Bogart was a living contradiction. He got his start playing two-bit thugs on-screen and this continued after his break-out role of Duke Mantee. Yet he was an educated man from good stock. He was so politically active he wound up on the FBI’s list before his involvement in speaking out against the unfairness of the Un-American committee. He was at turns, a tough guy and sentimental slob.

Bogies story has been told with tact, humour and sensitivity. He was a perfect example of someone who “paid” for his success in terms that most of us would find too painful to accept.

This book was a wonderful telling of Bogart’s story and the people in his life that he worked with and lived with; a 5 star book about a 5 star actor and man.

Humphrey DeForest Bogart (b: 1899 – d: 1957)

The Detective (2007): Pang Bros Noir

The Detective (2007)

I am continually amazed and impressed by the Pang Brothers. Just when I think I’ve seen everything they’ve ever made, another gem and another genre of film pops up out of nowhere. Directed by Oxide Pang and produced/written by both the Pang Brothers, The Detective is film noir at it’s finest.

Set in the back alleys and streets of Bangkok, we follow private detective Tam (Aaron Kwok). Tam’s income as a private detective obviously leaves a lot to be desired. At the beginning of the film Tam is seated behind his desk and his fan is busily rotating back and forth. He suddenly notices that the fan may be moving but the fan blades are not.

After he turns the fan off, a man he knows from a bar comes in and hires Tam to find a woman who, he says, is trying to kill him. He wants Tam to tell her that he (Lung) had nothing to do with the other thing and that she should leave him alone. Tam doubts that Lung is serious, until he pulls a wad of cash out of his pocket and drops it on Tam’s desk. Lung tells him that it is all the money he has.

After taking Lung’s picture, Tam goes to have a bite to eat at a local cafe where he bumps into his childhood friend Chak (Kai Chi Liu) who is on the police force. Tam cannot join the police as his eyesight is very bad. He suffers from extreme short sightedness. After exchanging pleasantries with his friend he pays him back some money he owes him and tells him of his latest case.

Chak jokes that he will be there to help Tam if things get too difficult.

Tam then starts his meticulous investigation and tries to find this nameless woman. As we accompany him on his journey, we learn a lot about Tam and how he works. Pictures are taken of everyone he interviews and everyplace he visits. Not long after he starts questioning people he finds his first lead and his first dead body.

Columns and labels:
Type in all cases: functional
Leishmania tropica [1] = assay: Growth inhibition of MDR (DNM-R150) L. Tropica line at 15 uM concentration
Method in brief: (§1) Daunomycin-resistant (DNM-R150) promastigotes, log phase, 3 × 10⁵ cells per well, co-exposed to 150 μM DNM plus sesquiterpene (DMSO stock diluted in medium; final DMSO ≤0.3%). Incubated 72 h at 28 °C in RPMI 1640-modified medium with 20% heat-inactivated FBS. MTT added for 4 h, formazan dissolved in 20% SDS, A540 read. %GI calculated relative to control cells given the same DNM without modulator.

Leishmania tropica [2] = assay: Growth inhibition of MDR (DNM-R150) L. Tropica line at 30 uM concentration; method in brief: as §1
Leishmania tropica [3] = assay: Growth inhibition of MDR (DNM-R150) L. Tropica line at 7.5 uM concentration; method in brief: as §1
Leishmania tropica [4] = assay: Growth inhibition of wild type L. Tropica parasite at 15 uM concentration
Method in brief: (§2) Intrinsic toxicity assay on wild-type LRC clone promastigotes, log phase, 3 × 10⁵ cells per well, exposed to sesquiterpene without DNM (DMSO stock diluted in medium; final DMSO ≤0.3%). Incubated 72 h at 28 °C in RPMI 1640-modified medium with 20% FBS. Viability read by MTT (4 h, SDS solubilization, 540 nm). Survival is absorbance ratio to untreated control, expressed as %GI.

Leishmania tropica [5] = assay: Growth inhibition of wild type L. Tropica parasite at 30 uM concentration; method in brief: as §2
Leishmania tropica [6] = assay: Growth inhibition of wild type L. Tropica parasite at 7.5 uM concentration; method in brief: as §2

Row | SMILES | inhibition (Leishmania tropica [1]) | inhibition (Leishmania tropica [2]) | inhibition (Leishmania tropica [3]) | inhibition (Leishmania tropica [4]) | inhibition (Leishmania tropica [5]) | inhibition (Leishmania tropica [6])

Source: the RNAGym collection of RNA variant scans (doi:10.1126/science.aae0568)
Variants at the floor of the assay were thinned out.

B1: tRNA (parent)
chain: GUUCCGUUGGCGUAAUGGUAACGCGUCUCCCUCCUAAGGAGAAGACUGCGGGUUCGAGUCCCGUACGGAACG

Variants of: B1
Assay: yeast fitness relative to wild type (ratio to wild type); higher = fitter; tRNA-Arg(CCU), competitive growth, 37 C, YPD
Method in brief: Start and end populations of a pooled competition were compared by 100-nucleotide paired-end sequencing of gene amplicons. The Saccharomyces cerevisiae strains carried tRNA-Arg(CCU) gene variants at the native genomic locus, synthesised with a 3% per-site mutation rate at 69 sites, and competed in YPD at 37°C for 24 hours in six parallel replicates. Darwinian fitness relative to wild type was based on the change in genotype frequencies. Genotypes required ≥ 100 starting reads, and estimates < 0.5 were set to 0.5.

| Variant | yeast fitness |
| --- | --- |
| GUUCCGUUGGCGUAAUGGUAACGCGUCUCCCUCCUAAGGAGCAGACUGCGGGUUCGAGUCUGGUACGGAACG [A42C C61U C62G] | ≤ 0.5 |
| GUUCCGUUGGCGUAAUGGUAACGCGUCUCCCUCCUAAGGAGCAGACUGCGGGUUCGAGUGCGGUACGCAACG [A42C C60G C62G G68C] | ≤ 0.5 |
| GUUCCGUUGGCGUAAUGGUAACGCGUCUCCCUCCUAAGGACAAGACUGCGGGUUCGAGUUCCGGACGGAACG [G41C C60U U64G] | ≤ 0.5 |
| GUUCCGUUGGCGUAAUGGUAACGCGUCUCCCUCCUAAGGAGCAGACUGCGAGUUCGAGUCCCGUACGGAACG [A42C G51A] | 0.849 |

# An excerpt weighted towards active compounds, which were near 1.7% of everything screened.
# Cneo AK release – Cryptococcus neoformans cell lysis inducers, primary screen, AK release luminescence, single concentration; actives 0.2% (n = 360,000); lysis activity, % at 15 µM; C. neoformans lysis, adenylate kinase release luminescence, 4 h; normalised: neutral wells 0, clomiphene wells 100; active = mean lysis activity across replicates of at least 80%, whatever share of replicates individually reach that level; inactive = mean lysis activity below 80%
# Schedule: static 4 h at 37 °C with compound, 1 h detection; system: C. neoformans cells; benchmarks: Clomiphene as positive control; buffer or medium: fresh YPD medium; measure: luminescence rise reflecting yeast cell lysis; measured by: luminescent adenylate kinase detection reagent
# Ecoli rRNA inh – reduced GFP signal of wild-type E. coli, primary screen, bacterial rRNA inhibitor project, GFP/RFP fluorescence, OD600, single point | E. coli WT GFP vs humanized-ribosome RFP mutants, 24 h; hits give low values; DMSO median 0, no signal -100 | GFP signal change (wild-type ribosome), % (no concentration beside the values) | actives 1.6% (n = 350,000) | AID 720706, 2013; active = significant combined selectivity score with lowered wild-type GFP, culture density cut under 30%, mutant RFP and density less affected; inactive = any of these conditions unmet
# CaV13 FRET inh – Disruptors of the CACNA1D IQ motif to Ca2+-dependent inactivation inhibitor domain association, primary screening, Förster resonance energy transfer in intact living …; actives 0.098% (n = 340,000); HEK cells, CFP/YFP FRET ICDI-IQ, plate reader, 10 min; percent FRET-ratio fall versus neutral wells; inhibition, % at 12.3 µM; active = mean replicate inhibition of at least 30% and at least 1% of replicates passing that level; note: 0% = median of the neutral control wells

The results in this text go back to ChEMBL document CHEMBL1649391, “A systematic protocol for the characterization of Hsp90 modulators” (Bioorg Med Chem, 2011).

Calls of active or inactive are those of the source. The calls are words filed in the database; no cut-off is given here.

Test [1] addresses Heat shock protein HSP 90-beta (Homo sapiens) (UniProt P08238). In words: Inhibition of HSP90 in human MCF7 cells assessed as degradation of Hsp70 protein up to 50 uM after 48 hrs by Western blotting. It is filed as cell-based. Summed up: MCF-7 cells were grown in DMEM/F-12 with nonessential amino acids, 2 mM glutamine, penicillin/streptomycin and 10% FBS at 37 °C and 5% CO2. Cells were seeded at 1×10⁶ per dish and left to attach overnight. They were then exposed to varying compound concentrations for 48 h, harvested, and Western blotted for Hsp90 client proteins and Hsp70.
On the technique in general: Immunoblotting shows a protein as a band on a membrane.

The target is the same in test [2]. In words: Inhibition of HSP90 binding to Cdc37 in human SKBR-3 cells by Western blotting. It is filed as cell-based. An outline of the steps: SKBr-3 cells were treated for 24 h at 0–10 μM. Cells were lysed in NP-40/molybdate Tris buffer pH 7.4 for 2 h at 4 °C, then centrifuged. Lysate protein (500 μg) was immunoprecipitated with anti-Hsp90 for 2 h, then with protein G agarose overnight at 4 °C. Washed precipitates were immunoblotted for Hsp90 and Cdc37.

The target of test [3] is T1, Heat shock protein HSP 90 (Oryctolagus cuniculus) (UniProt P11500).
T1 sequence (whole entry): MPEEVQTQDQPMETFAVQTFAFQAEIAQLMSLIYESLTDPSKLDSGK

Tam follows more leads, discovers more dead bodies and relentlessly continues trying to find the woman and what her connection is to all the dead people he keeps finding.

The Pang Bros signature is on every scene and every frame of this film. Their usual combination of odd and sometimes oblique camera positions and use of natural lighting helps to sell this ‘noir’ crime story. The plot is full of twists and turns and it will keep you guessing right up until the end.

Aaron Kwok portrays Tam as a likeable and tenacious man who has scars from the disappearance of his parents when he was a child. His character makes mistakes and clearly loves solving the puzzles he encounters. Tam is  the Sam Spade of Bangkok if not in action, he definitely has the spirit of Spade in him.

The whole film shows Tam’s process of following first one clue then another and going through each step of his investigation as logically as he can. He pretends to be a policeman when this can help him in his pursuit. Despite being told off by his friend Chak for impersonating a police officer, he continues to use this ruse several times.

Inspector Chak and Tam

The list of suspects and the elusive woman who Tam has been hired to find makes for a very satisfactory mix of intrigue, mystery, danger and confusion. Despite the fact that this noir crime thriller doesn’t fall into the usual catalogue of Pang Bros films, it does follow their winning formula of good story, good characters, great cinematic moments and a very satisfying ending.

My final verdict is that this film is one to see. Put on your noir thinking cap and enjoy this twisting and turning journey.